Our educational approach is to provide feedback at every stage, and this is in the form of a simple animation of the system working (i.e., various numbers of electrical impulses moving around the connected components of the system and releasing a cloud of neurotransmitter at the terminals), followed by textual feedback. The textual feedback is always in the format of a positive statement (to reinforce correct aspects of the preceding action), followed by a statement about what is not yet correct, and a hint about what to consider next (Fig. 3).
We anticipated that students would be challenged by this model because of the complexity of the system with its multiple pathways, so we tried not to overload the students at any stage. We thus limited some attributes, e.g., choice of neurotransmitters, and prompted consideration about these attributes later in the program with questions. As students showed difficulty in constructing the model, the feedback panels put more focus on completing the model successfully and then using this completed conceptual framework to deal with additional physiological issues afterwards.
The program was written in SuperCard on a Macintosh Computer and later translated to Macromedia Director for cross-platform delivery.
Initial Formative Evaluation
The first draft of the program was tested on a cohort of medical students working in pairs in a scheduled class. Students were observed by the program developers and tutors and completed a written questionnaire at the end of the session. At the same time, electronic audit trails of student progress through the model construction were collected and matched to questionnaire responses. Audit trails tracked student viewing of feedback panels, so that we could map exactly which path was taken to reach the complete model. Importantly, this was only a very selective collection of data (not every button click was stored) to limit the amount of information collected to a manageable and interpretable amount. Logging the amount of time spent on any individual screen was soon discovered to be useless information, as it could not tell us whether students were engaged in fruitful discussion or irrelevant chat.
Students took some time to familiarize themselves with the program (and only some students read instructions screens and feedback panels) but were generally able to complete the given tasks in the time provided. It was apparent that some students quickly became frustrated when they felt they were unable to move on and became less likely to read further instructions or textual feedback. The level of sophistication of the model and lack of familiarity with the symbols used were such that some students were overwhelmed by so much new information. At this stage, small groups of students were led through the exercise, but such a didactic approach meant that students missed out on the chance to build their own understanding of the concepts and did not have the opportunity to explore different scenarios.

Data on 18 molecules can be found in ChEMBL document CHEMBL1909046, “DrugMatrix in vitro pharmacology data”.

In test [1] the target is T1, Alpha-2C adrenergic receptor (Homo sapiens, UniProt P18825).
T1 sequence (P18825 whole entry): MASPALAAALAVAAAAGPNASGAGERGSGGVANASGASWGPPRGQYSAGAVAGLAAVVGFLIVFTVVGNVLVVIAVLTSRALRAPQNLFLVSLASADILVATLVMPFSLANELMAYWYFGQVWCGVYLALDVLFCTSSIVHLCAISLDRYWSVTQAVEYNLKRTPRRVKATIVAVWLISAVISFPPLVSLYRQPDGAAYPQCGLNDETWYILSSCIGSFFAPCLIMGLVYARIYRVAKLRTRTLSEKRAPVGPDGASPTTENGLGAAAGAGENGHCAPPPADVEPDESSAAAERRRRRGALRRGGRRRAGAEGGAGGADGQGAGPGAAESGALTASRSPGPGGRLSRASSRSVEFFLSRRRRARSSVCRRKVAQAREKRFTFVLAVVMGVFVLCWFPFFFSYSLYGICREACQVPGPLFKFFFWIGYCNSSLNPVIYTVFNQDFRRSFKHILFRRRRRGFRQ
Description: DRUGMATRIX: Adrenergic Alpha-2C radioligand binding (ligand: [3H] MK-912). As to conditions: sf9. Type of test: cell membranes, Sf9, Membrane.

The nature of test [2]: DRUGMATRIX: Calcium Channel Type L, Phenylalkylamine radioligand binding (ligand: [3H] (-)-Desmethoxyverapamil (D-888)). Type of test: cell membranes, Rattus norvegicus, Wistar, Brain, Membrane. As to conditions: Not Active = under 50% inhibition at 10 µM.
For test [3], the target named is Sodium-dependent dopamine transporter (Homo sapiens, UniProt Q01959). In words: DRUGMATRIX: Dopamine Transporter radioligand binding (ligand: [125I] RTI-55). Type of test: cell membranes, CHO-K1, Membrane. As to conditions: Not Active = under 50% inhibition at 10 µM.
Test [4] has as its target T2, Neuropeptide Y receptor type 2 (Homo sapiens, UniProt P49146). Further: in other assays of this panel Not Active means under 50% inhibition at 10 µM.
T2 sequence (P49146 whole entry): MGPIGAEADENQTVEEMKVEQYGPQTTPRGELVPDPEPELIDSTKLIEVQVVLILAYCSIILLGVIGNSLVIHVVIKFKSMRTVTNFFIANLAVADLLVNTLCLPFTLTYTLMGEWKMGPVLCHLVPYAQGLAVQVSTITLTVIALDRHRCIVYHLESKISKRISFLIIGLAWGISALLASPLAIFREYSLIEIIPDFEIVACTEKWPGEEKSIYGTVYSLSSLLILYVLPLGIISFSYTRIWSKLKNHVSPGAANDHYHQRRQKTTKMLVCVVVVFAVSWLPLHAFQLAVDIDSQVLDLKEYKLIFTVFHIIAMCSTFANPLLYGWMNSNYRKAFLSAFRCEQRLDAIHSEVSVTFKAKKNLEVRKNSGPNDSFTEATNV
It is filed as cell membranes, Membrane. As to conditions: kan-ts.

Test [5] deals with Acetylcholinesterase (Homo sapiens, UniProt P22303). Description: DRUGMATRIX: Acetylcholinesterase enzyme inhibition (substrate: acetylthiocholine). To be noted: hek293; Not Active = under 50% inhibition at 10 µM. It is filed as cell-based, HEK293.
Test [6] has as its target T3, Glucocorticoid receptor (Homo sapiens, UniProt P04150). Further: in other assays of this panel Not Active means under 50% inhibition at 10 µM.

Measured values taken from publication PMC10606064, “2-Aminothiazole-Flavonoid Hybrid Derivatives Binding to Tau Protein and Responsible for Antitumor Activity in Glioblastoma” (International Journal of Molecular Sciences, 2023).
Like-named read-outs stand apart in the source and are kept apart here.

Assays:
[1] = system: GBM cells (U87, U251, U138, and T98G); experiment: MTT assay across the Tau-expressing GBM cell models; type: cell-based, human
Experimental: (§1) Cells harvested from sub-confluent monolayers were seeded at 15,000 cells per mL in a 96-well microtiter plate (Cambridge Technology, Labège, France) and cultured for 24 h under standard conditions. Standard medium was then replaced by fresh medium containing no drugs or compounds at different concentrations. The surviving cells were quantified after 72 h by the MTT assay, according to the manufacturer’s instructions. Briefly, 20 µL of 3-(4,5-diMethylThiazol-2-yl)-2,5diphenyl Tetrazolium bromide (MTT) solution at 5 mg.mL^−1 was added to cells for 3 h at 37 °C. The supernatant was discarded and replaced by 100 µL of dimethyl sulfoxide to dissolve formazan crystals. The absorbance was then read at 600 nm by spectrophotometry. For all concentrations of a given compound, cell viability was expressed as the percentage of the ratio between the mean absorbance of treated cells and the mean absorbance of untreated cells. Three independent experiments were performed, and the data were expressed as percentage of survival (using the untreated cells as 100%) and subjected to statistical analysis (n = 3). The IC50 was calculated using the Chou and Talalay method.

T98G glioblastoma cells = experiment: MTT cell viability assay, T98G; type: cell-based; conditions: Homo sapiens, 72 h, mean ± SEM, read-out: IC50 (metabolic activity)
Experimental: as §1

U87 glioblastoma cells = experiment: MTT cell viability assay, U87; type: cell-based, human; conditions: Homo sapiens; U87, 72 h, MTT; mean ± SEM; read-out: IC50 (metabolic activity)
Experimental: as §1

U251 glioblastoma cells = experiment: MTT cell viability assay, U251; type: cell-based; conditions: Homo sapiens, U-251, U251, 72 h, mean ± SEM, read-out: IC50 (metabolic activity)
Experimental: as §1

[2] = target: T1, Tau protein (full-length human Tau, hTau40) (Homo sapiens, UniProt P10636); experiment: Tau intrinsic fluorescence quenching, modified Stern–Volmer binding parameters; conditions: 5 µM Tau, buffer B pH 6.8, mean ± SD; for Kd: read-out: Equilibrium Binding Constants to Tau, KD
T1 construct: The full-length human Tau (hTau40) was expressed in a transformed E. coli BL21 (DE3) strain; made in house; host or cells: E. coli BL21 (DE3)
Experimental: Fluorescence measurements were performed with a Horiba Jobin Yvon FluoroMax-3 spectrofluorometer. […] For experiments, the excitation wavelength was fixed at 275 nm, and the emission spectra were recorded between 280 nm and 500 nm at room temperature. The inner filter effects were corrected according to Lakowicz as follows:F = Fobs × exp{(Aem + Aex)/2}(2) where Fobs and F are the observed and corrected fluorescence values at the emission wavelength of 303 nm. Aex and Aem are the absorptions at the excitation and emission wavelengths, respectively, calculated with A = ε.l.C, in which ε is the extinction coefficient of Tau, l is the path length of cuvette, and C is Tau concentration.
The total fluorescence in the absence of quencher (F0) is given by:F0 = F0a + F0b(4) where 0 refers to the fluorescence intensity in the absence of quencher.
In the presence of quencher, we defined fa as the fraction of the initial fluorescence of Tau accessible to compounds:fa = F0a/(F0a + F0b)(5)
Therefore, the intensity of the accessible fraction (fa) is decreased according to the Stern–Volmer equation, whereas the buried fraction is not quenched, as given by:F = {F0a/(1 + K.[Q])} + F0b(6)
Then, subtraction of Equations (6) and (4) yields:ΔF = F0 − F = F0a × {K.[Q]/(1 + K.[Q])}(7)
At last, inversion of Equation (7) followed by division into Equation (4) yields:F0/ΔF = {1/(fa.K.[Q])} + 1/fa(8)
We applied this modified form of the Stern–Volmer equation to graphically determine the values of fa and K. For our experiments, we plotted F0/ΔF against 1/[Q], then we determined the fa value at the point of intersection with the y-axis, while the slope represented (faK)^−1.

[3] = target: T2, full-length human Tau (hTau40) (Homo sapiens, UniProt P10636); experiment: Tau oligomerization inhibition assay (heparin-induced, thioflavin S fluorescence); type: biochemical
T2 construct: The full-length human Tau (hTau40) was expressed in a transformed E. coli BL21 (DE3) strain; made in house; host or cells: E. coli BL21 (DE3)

The questionnaire responses generally reflected the students’ enjoyment in the interactive task of constructing their own model, although most were challenged by the task. The questionnaire also asked students for suggestions for improving the tutorial, and many took this opportunity to make some excellent suggestions. Several of these were incorporated into the later tutorial design.
More specifically, students enjoyed the animated sequences, with typical comments being that they appreciated the visual representation of the circuit but had difficulty understanding some of the textual feedback. Typically, they asked for more directional hints (“Tell me what to do!”). The most consistently reported difficulty related to students’ feeling confident about getting started. This problem was perceived as an early cognitive overload and was dealt with in subsequent modifications to the program. Importantly, most students reported that they used the textual feedback in constructing the model, even if most of them still experienced difficulties along the way. Many reported difficulty in understanding the accepted symbols used in representing components of the nervous system, since this was the first time they had had exposure to these in their studies.
Audit trail analysis.
Analysis of the electronic audit trails allowed us to collate information from the numbers of groups/pairs of students that received any particular feedback screen more than three times. This was used to indicate difficulty in moving past a particular stage of the model-building exercise. Repeated viewing of the same textual feedback does not necessarily indicate that no new attempt has been made (e.g., in some cases positioning an element in any of 3 different sites will give the same feedback response). This was a deliberate choice, helpful for identifying a common problem arising in different audit trails; e.g., placement of component gives the same feedback in similar situations.
The data generated by audit trail analysis and by scoring of student questionnaires (both cognitive and affective) after the prototype testing were used to redesign some aspects of the software. In particular, it was possible to identify crucial sites of confusion in the model construction process, where repeated viewings of feedback panels significantly above background levels could be detected in frequency distribution plots of viewing practices. (see Fig. 4)